Effective personalised care must focus on individual strengths, daily activities and social connections, new report finds.
A new report from the Royal College of Occupational Therapists, (RCOT), has identified three key factors to enable personalised care:
1. Focusing on a person’s strengths and balancing choice and risk
2. Enabling people to take part in daily activities that are important to them
3. Ensuring people stay connected to family, friends and communities
1 – The current approach to health and social care focuses on what people can’t or shouldn’t do – often for fear of aggravating or exacerbating existing conditions and placing further burden on services for treatment. Effective personalised care embraces risk taking so people focus on what they need and would like to be doing.
2 – A ‘can do’ ‘culture enables people with health conditions to feel productive and valuable both to themselves and the community.
3 – When people can’t or shouldn’t do things, they end up isolated, lonely and disconnected from family, friends and the community. Social connections are vital for a person’s wellbeing and enabling participation in the daily activities that are important to them often facilitates social connections. With around 50% of disabled people and 1.2 million people reporting being ‘chronically lonely’, there is a vast need to support wellbeing through social connections.
Julia Scott, Chief Executive of RCOT says; “Personalised care is about placing what matters to the individual at the heart of their health and social care. For occupational therapists, personalised care is about focusing on people’s strengths and enabling individuals to carry out the activities they need and want to do in their lives. It is intrinsic to our profession and always has been. We would urge health and social care leaders, commissioners and managers to look to their occupational therapy workforce to enable personalised care across their services.”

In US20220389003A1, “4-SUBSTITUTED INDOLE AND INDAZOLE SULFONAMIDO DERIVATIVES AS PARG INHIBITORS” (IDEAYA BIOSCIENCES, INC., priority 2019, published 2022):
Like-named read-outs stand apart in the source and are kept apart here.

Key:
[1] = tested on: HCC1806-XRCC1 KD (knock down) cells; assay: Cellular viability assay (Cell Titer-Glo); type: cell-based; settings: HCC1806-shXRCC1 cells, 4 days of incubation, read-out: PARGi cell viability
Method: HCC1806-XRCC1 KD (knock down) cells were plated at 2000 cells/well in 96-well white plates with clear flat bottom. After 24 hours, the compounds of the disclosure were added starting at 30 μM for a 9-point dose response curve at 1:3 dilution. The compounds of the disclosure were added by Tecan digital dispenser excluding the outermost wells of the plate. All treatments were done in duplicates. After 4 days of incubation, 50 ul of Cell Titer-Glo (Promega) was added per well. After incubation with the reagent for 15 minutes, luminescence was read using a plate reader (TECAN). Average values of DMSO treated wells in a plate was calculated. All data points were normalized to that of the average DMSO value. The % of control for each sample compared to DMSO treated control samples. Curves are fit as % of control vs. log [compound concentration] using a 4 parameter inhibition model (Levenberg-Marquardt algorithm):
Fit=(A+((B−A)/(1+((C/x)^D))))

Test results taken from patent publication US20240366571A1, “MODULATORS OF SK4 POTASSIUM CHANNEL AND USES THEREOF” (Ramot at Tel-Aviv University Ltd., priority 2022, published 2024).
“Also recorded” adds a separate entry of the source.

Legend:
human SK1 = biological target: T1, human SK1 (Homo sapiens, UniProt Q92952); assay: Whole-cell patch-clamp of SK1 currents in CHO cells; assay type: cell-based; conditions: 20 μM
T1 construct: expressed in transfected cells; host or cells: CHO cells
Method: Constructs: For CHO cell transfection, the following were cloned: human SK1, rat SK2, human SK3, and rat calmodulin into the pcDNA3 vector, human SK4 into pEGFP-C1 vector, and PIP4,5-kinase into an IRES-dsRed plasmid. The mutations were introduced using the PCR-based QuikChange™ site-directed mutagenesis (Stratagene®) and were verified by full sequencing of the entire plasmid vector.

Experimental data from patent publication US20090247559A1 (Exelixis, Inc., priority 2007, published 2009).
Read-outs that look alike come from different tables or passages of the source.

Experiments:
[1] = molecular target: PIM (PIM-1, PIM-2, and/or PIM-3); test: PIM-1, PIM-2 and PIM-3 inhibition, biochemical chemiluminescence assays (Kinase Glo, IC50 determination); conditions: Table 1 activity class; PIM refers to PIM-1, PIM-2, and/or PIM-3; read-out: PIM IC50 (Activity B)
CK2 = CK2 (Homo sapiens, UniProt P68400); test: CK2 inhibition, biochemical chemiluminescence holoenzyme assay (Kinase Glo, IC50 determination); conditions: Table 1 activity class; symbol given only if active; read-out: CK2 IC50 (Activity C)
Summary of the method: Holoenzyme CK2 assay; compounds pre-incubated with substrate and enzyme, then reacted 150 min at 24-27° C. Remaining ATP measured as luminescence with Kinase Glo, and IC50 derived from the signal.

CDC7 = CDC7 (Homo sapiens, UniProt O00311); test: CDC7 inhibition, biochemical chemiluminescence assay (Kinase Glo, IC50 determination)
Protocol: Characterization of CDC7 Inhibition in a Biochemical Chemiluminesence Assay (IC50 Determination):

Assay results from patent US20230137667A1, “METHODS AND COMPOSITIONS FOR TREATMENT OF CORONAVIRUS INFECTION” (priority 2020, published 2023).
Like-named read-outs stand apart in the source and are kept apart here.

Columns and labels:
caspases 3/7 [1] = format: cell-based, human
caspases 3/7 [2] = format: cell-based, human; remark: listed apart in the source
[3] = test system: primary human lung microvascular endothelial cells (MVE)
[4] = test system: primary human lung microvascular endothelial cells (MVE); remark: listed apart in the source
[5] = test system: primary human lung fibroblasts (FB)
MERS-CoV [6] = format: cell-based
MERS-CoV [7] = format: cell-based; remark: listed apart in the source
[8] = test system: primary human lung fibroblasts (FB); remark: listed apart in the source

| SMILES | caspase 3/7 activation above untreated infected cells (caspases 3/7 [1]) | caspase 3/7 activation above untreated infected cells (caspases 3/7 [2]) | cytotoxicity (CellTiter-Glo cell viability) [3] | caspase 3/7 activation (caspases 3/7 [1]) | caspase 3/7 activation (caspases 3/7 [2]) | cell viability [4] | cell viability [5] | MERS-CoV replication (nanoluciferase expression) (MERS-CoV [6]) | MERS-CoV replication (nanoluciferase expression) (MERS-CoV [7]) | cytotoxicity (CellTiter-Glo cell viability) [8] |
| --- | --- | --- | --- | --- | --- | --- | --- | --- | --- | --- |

Alan, a service user from the Gateshead Foundation Trust who suffers with respiratory problems and received occupational therapy intervention through the Respiratory Service to enable him to manage his condition says; “What they (the service) have achieved, I think is absolutely fantastic. It is a help to the community, especially with people in our situation with COPD. I think it’s fantastic. Now I am controlling the situation, I’ve got a better way of managing what this situation is, I am taking control now.”
Caroline Speirs, head of the organisation Think Local Act Personal (TLAP) says, “TLAP welcomes this timely report from the Royal College of Occupational Therapists. Using occupational therapists wisely as a key component in the workforce to deliver personalised care will make a real difference. The breadth of their impact can be considerable from leading the training of other health and care staff, to advising on guidance and support service as well as working one to one with people with complex conditions. The Royal College has clearly stated how to make personalisation a reality and the focus on people’s strengths, balancing choice and risk is a keystone to personalised care to enable people to do what they need and want to do.”